How to Plan a Meal Allowance for Employees

Woman in wheelchair sitting at cafe table with laptop, coffee, and pastry

Sending employees on business trips (or even arranging one for yourself) requires a bit of pre-planning. But beyond booking flights and reserving hotel rooms, there’s one planning step that’s easy to overlook:

Meal allowances.

The question of meal per diems raises a lot of questions —

  • When are your employees entitled to a food stipend?
  • How do you create a meal allowance policy that fits your company’s budget and travel destination?
  • Do you have to report meal stipends to the IRS?

We’ll answer these questions and more below.

Here’s everything you need to know about allowances for employees.

Table of Contents

1. What Is an Employee Meal Allowance?
2. When to Give Employees Meal Allowances
3. What to Include in Your Meal Allowance Policy
4. What Meal Allowances May Not Cover
5. How to Calculate Meal Allowance Costs
6. Reporting Meal Plan Allowances to the IRS


What Is an Employee Meal Allowance?

An employee meal allowance is an employer-provided stipend reserved strictly for food.

Whether it’s a three-week-long cross-country business trip, a two-hour lunch with would-be investors, or a full-day conference for industry experts, meal allowances could cover breakfast, lunch, and dinner.

It also happens to be the “M” in M&IE — meals and incidental expenses — when we talk about per diem allowances.


When to Give Employees Meal Allowances

First, we’ll tackle the “when?” question.

When is an employee entitled to meal reimbursement, and when should you expect them to pay for their own food?

Generally, you should give an employee a meal allowance in these situations:

During Business Travel

A good rule of thumb is to cover the cost of meals whenever you ask an employee to travel for business.

Of course, your company can (and should) tighten up these rules to outline what counts as “business travel.”

For instance, you might decide that any trip occurring during regular work hours that lasts more than eight hours qualifies as business travel. Or, you might define business travel as any trip requiring an overnight stay.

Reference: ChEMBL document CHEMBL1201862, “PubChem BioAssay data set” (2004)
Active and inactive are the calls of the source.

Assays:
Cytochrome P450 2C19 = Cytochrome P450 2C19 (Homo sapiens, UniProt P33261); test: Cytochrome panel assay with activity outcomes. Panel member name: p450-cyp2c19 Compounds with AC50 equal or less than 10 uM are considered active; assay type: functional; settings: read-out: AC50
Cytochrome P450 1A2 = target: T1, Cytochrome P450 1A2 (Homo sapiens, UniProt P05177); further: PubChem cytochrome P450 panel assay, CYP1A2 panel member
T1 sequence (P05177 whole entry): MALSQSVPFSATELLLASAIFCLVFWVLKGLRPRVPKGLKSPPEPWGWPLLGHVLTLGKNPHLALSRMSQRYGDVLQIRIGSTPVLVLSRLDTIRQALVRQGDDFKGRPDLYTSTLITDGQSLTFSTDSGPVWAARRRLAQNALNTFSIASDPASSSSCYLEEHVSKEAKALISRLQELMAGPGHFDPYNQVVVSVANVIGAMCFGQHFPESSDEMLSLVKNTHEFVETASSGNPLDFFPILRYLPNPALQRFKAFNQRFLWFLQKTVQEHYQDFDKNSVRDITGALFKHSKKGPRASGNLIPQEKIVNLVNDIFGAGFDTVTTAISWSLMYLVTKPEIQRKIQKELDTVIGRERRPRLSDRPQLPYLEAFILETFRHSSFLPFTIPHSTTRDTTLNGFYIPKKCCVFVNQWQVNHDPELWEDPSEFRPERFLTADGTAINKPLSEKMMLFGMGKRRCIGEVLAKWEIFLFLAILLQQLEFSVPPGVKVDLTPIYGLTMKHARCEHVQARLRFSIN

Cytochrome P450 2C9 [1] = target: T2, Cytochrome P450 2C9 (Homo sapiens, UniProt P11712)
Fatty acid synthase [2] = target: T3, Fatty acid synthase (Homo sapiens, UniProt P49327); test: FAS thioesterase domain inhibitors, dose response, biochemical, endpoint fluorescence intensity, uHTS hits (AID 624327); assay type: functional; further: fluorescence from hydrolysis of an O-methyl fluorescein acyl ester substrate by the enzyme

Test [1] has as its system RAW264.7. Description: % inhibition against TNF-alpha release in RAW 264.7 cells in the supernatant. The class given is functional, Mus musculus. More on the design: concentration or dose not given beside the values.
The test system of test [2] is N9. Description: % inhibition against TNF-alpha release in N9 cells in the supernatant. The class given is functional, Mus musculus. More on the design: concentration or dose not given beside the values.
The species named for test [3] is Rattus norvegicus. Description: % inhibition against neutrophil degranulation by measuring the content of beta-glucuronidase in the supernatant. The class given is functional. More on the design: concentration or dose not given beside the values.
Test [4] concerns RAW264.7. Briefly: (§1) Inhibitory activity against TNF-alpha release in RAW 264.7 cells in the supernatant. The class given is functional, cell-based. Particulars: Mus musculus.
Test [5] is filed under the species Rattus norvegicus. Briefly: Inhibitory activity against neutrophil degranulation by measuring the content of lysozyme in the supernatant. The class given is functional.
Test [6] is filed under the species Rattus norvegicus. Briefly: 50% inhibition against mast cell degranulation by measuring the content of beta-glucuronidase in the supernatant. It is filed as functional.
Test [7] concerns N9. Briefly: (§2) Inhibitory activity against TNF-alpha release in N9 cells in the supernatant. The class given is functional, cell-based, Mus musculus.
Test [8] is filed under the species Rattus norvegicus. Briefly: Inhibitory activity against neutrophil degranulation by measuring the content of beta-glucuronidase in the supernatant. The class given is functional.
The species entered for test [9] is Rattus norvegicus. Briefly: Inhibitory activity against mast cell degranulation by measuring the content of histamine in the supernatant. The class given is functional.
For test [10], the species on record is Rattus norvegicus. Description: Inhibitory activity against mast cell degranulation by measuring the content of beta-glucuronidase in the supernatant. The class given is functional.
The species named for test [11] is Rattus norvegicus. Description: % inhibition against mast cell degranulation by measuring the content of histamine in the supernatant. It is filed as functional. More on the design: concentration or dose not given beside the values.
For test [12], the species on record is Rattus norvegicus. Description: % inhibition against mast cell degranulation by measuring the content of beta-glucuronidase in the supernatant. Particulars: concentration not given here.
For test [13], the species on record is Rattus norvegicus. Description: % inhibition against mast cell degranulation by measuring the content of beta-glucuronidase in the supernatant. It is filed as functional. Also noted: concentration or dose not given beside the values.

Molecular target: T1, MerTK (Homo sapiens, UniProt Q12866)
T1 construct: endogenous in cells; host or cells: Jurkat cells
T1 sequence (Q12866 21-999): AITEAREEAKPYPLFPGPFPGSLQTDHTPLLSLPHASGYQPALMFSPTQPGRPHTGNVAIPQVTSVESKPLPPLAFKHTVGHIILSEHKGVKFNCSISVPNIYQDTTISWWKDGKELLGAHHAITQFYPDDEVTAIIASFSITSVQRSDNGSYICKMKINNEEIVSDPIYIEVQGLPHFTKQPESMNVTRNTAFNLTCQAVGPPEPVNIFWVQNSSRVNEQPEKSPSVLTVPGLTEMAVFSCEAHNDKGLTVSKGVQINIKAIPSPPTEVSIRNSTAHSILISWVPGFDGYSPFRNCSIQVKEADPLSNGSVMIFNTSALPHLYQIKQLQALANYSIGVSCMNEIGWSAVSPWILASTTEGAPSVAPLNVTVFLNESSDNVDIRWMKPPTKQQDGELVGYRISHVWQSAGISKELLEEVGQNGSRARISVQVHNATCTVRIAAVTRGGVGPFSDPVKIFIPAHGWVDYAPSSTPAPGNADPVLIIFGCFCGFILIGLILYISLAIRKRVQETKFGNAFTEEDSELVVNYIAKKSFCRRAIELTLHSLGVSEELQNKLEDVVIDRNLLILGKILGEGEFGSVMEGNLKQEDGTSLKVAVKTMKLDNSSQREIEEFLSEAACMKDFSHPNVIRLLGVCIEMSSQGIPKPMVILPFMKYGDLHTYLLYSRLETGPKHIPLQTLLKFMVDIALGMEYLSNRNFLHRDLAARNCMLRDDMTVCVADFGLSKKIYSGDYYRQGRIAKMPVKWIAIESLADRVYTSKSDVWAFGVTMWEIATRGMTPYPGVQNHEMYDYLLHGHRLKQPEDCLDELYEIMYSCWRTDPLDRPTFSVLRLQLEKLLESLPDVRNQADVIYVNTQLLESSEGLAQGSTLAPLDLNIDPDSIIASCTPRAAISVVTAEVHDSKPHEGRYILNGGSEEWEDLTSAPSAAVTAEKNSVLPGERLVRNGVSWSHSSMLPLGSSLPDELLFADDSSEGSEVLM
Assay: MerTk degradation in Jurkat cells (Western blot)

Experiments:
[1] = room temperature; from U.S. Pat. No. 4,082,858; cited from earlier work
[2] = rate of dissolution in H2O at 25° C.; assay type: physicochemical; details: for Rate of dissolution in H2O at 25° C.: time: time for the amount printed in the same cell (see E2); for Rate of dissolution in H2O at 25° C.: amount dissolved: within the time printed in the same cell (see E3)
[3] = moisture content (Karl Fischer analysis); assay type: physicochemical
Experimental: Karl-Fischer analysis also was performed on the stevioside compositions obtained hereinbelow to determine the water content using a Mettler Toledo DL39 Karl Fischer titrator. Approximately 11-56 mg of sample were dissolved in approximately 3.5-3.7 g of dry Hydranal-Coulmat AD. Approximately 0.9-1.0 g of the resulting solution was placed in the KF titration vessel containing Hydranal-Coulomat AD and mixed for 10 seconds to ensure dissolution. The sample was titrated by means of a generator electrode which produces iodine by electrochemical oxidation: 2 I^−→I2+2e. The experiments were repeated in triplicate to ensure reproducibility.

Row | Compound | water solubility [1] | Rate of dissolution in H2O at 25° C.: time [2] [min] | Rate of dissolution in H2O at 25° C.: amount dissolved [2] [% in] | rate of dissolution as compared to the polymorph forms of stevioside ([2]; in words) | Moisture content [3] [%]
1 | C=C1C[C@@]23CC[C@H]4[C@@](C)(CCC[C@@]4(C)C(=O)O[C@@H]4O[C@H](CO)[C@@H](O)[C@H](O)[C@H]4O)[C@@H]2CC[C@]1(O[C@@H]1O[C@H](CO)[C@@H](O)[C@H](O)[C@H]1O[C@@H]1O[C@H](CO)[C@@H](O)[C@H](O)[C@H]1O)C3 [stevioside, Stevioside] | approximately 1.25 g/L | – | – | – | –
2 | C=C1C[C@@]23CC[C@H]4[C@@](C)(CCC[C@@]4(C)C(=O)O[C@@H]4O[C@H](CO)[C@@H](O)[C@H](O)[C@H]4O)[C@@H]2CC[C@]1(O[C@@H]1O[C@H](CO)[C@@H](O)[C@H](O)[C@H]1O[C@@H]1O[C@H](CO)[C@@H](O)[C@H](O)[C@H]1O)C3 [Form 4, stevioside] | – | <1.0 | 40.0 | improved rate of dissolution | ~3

Distance could be a defining factor, too. For instance, it might be the case that an employee asked to travel outside a 50-mile radius from their home will qualify for reimbursed meals.

When Taking Prospective Customers Out

Some companies take the “wine and dine” approach to securing lucrative business deals. If you ask an employee to treat a potential investor or client to a steak dinner, your company should foot the bill (within reason).

While Attending Some Conferences

Not all conferences include lunch or breakfast in the registration fee. But for those that do, you can deduct the employee’s allowance for that meal. Otherwise, you should cover any meals that occur during conference hours.

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What to Include in Your Meal Allowance Policy

Construction workers eating lunch on the back steps of a building

Your company’s meal allowance policy should clearly outline the whens, whats, and hows of meal stipends while traveling.

A loophole-free, easy-to-follow policy will include these sections:

A Brief Introduction

All meal allowance policies should begin by explaining what a meal allowance is and when employees are entitled to it. If your company only reimburses meals for overnight trips, make that very clear!

Allowance and Trip Length

Then, it’s time to zero in on financials.

How much will you reimburse employees for breakfast, lunch, and dinner while they’re traveling?

For smaller companies with fewer worksites or offices, you can organize this in a simple chart. Put the most common destinations in the left-hand column and the current per-meal reimbursement rates for breakfast, lunch, and dinner in the corresponding boxes.

Reminder: If you set your meal allowance using the GSA’s per diem rates, you’ll need to update your policy every October when the GSA rolls out its new rates.